The congregation studied the Bible and prayed. Finally consensus was reached: Miss Mason could be asked to preach because both Israel and the church had had prophetesses. Sam, however, asserted that the Bible taught that women could not preach, citing 1 Timothy 2:12. The congregation continued to pray and study the Bible. They decided that women could preach, since Paul was expressing his own, culturally conditioned opinion; hence, it was not binding today.

At this Sam denounced the congregation as unfaithful to Scripture. “I cannot worship with people who set aside the Word of God for the interpretations of men,” he shouted. “If you allow Miss Mason to preach, you’ll never see me in this church again!”

The shocked congregation asked Sam to reconsider, since they were certain they had discerned the Spirit’s will. But Sam adamantly refused. Not wishing to lose such a pillar of the church, the congregation decided that for the sake of unity they would not call Miss Mason to preach again.

This case deals with the congregation’s role in the hermeneutical process. Respondents were asked to indicate whether they agreed with the procedures used by the pulpit committee and the congregation. Or should these groups have followed traditional practices or called for arbitration by theological experts (the Board of Reference and Counsel)? What about the congregation’s handling of Sam? Did the respondents approve, or should the congregation have disciplined Sam and proceeded with its original decision?

The four other cases similarly dealt with the other characteristics of Anabaptist hermeneutics:

  • A pastor brought to his evangelism committee a plan he was convinced was Spirit-inspired. Discussion centered on how to confirm this, by prayer alone or by prayer plus Bible study. {35}
  • A discussion at a home Bible study focused on whether Jesus’ teachings on finances must be obeyed literally.
  • A young couple asked their pastor about biblical teaching. They submitted that the Bible is essentially a source of knowledge about God and Christ. The pastor argued that the Bible basically gives us God’s will to follow.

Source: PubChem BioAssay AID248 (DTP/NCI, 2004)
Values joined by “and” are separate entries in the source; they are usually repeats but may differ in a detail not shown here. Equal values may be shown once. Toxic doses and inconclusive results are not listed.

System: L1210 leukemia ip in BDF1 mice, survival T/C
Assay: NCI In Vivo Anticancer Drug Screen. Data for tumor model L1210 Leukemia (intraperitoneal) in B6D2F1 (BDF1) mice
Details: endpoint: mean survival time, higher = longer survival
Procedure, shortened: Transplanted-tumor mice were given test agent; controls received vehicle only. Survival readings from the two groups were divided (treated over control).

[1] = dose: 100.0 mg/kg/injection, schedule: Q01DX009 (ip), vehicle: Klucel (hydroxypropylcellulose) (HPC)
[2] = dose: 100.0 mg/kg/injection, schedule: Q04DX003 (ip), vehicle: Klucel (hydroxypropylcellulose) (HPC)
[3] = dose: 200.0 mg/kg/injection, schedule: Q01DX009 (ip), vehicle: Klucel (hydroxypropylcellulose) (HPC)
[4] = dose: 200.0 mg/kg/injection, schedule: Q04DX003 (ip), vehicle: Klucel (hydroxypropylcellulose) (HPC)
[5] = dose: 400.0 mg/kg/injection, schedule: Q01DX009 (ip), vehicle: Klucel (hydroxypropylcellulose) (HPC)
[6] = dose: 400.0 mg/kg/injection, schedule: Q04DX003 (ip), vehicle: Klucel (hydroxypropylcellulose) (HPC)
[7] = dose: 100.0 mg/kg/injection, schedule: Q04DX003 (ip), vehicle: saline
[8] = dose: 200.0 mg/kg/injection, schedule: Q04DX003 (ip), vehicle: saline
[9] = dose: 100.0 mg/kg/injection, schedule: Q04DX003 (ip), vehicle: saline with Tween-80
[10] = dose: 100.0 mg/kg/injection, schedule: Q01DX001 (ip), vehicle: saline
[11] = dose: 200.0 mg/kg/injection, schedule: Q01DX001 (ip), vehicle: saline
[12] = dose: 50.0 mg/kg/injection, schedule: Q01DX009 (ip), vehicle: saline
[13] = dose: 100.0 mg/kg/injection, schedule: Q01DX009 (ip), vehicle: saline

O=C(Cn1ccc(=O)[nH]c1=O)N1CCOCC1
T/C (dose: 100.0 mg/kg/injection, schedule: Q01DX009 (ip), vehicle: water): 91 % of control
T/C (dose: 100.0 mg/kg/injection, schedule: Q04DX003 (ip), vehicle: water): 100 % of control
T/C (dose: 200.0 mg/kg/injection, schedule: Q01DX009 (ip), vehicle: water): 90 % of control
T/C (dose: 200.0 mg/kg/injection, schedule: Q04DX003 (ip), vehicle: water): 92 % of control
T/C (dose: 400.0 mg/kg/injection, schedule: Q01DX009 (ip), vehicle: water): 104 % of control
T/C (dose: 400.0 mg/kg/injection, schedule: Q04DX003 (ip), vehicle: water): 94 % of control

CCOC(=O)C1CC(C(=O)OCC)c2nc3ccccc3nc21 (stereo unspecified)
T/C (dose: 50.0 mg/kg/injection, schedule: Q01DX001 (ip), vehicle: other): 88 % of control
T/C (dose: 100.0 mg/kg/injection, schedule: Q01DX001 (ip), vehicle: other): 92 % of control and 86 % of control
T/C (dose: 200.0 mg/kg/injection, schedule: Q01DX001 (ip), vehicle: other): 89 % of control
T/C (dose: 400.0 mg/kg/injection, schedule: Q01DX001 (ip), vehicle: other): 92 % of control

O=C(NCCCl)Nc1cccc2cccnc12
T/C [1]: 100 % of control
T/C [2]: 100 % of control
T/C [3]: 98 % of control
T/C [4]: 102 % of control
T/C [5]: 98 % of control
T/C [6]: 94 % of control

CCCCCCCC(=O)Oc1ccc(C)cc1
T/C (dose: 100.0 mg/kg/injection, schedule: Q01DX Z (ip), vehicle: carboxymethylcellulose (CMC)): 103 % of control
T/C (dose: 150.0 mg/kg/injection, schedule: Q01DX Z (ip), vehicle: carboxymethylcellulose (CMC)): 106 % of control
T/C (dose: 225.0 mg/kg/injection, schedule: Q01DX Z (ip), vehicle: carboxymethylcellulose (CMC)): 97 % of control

• A church’s Board of Trustees debated whether the Christian’s freedom from the Law applied to the Old Testament teachings on the tithe.

My analysis showed that Mennonite Brethren have retained some of the characteristics of Anabaptist hermeneutics. However, an individualistic orientation and an emphasis on propositional theology has reduced the level of agreement. Mennonite Brethren today read the Bible for information about God and Christ, which diminishes the effect of reading it to know God by knowing and doing His will. The individualistic emphasis reduces the authority of the congregation to interpret. Today the congregation functions as an advisory board, but the individual possesses the ultimate hermeneutical authority. Mennonite Brethren have a strongly Anabaptist view of the relationship between the covenants, though they are somewhat confused about precisely how to interpret the Old Testament.

This study should not be considered definite due to limited sampling of the Mennonite Brethren population but to the extent that the principles outlined above ought to be our hermeneutic norm, the trends indicated by this research set us our agenda for recovery of the Anabaptist vision.


  1. Cf. The International Standard Bible Encyclopedia, 1955 ed., s.v. “Interpretation,” III: 1489, and Bernard Ramm, Protestant Biblical Interpretation: A Textbook for Conservative Protestants (Boston: W. A. Wilde, 1950), p. 6.
  2. Cf. Carl F. H. Henry, “The Interpretation of the Scriptures: Are We Doomed to Nihilism,” Review and Expositor 71 (Spring, 1974), 214.
  3. Cf. Paul J. Achtemeier, An Introduction to the New Hermeneutic (Philadelphia: The Westminister Press, 1969), and John B. Cobb Jr. and James M. Robinson, eds., The New Hermeneutic, New Frontiers in Theology, Vol. 11 (New York: Harper & Row, 1964).
  4. Merill Abbey, The Word Interprets Us (Nashville: Abingdon, 1967), p. 15.
  5. Kenneth H. Berg, “Mennonite Brethren Hermeneutics in Anabaptist Perspective” (M. Div. thesis, Mennonite Brethren Biblical Seminary, 1974).
  6. Walter Klaassen, “Word, Spirit, and Scripture in Early Anabaptist Thought” (Ph.D. dissertation, University of Oxford, 1960), pp. 369-370.
  7. For major studies on Anabaptist hermeneutics, cf. Walter Klaassen, (Ibid.); William Klassen, Covenant and Community: The Life, Writings, and Hermeneutics of Pilgram Marpeck (Eerdmans, 1968); Henry Poettcker, “Menno Simons’ Hermeneutical Approach to the Scriptures,” Proceedings of the Twelfth Conference on Mennonite Educational and Cultural Problems (Council of Mennonite and Affiliated Colleges, 1959), pp. 41-60; and John H. Yoder, “The Hermeneutics of the Anabaptists,” The Mennonite Quarterly Review 41 (October 1967), 291-308.
Kenneth H. Berg teaches biblical languages at Mennonite Brethren Biblical Seminary, Fresno, California.